Since flightaware will not show flights not on an IFR flight plan, is it legal to file an IFR flight plan and fly it under VFR conditions for a VFR pilot as long as IMC is not entered? You can file for insturment procdure practice approaches and fly under the hood as long as a saftey pilot is on board without being insturment rated, so why not?
While you can file IFR, you cannot accept an IFR clearance unless you or the safety pilot are IA rated. So… if you are indeed doing practice approaches with a pilot not IA rated, neither of you can accept an IFR clearance.
Practice approaches are done under VFR conditions most of the time In actual conditions or anything less then VFR conditions, you or the safety pilot MUST be IA rated to LEGALLY accept an IFR clearance for practice approaches…
Now… with that caveat in mind, I just learned a trick myself this past week on how to get VFR flights tracked on FA. What the legalities are “fudging the system”, I don’t know, but it does work with another pilot that uses the below procedures.
You file a VFR flight plan. You put IFR in the upper left corner for type of flight plan. This routes it to the centers and approach controllers (VFR routes it to FSS).
You file a VFR altitude I.E 6500 and put in the remarks VFR flight. This makes it a VFR flight plan.
You pick up your flight plan by contacting approach controller. I was told that ground controllers may not “activate” your flight plan at airports with ground control or clearance delivery. My friend has to open the plan in the air even though there is a ground controller. He does not get a full CRAFT clearance, just a transponder code and radar contact. He just climbs to his filed altitude. This eliminates the need to leave the frequency and open the flight plan with FSS.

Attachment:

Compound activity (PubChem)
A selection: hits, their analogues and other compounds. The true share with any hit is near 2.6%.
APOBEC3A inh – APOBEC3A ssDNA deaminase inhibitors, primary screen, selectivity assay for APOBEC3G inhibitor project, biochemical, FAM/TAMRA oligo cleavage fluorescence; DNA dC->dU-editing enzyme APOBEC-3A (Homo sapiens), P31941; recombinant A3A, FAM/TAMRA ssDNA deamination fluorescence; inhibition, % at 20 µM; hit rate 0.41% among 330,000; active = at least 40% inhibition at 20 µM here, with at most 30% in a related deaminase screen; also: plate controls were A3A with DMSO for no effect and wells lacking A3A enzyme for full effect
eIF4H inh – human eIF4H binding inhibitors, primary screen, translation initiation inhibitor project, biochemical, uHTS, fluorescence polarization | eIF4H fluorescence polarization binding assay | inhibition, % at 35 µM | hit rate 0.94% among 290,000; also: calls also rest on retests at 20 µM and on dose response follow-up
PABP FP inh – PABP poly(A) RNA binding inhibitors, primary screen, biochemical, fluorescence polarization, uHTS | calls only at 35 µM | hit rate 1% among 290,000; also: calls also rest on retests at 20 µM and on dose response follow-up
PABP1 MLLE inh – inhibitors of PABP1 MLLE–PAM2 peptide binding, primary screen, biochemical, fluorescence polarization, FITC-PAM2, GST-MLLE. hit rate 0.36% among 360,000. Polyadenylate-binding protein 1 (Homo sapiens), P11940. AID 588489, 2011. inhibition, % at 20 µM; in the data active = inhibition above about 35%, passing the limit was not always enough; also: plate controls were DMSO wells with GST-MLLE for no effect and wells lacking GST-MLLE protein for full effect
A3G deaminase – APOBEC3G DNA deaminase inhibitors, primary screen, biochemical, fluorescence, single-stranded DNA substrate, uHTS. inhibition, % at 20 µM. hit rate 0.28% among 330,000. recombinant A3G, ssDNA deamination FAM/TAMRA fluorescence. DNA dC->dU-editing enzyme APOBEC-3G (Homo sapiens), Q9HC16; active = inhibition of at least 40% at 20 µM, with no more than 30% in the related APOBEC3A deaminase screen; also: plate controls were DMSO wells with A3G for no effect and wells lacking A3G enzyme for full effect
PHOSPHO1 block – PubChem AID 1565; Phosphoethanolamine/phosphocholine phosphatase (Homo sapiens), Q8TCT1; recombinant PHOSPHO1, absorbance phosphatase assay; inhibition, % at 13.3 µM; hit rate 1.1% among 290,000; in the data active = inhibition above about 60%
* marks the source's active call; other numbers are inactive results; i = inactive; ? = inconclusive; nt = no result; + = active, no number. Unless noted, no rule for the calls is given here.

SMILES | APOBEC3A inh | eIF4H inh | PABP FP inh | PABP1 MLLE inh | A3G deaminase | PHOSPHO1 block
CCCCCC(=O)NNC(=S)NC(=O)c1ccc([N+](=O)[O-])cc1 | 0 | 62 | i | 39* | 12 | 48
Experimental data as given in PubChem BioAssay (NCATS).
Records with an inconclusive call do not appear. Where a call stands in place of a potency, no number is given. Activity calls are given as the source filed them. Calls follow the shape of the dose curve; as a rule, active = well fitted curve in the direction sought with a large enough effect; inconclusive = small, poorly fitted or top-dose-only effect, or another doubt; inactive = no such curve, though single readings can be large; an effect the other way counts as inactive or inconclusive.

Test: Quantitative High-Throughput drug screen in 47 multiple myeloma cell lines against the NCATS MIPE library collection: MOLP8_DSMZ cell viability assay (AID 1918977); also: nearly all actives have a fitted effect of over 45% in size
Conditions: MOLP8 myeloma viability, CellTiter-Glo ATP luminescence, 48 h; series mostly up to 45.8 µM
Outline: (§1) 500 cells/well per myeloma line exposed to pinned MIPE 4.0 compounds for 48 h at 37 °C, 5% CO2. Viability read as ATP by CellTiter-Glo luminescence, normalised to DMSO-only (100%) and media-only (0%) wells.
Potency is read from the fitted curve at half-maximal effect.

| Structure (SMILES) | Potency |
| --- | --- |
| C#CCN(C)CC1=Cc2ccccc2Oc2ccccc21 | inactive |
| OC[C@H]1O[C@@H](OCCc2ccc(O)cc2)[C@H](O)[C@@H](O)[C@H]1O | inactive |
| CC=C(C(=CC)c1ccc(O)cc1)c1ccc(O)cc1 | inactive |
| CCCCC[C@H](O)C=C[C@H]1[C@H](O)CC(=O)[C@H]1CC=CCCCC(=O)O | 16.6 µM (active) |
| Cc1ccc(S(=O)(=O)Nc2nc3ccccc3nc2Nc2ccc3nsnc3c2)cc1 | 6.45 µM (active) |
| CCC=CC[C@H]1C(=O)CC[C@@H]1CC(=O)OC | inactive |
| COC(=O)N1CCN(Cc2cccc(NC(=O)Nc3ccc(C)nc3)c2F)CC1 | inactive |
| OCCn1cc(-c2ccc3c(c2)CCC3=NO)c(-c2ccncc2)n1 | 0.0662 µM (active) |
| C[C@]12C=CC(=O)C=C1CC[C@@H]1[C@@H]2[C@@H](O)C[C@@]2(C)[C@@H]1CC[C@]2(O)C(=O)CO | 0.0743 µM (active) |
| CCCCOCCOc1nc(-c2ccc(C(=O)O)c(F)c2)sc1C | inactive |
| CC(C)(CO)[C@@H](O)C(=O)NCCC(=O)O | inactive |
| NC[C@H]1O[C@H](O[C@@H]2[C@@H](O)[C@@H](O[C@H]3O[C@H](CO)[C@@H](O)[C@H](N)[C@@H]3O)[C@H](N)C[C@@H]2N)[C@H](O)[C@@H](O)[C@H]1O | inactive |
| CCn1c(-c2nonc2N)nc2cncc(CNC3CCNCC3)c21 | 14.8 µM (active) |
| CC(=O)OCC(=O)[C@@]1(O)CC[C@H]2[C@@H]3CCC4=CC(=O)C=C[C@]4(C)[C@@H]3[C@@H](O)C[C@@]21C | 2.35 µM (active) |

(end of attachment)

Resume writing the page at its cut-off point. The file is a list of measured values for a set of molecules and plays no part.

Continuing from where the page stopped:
I am at an uncontrolled airport myself, so I don’t have any first hand experience on the above. If I am taking the time to file a plan, I just file IFR since I am IA rated.
That is a great idea! You can also file an IFR flight plan, depart VFR, then when you call the approach controller for your clearance, tell him you just want VFR flight following rather than IFR. Either way will save a savvy controller some time putting in a new FP for flight following.
I’ll elaborate on the processing of VFR and IFR flight plans. Although you use the same form, and just check a box to indicate VFR or IFR, the flight plan is processed completely different. IFR flight plans generate a FP message in the NAS system, which sends flight strips with squawk codes to the Towers, Approach Controls, and Centers.
If you check the VFR box, it is sent solely to FSS for search and rescue purposes. It is not in the NAS system, and ATC has no way of accessing it, which is why ground control doesn’t “activate” it; there’s nothing in the system.
Here’s what happens when you ask for VFR Flight Following . . . a controller has to put in all of your information (callsign, a/c type, speed, altitude, route, etc… we guess on some of the info sometimes, like true airspeed) into the NAS system, and we’ll get a strip with a squawk code (and you’ll show up on FA). It’s processed like an IFR flight plan, except we put “VFR” for the altitude instead of an actual altitude. (If a controller asks for your requested altitude, we can use VFR/065, which is useful information for the next controller down the line). You can see why I like the idea of filing IFR, but not accepting the clearance; less work for ATC.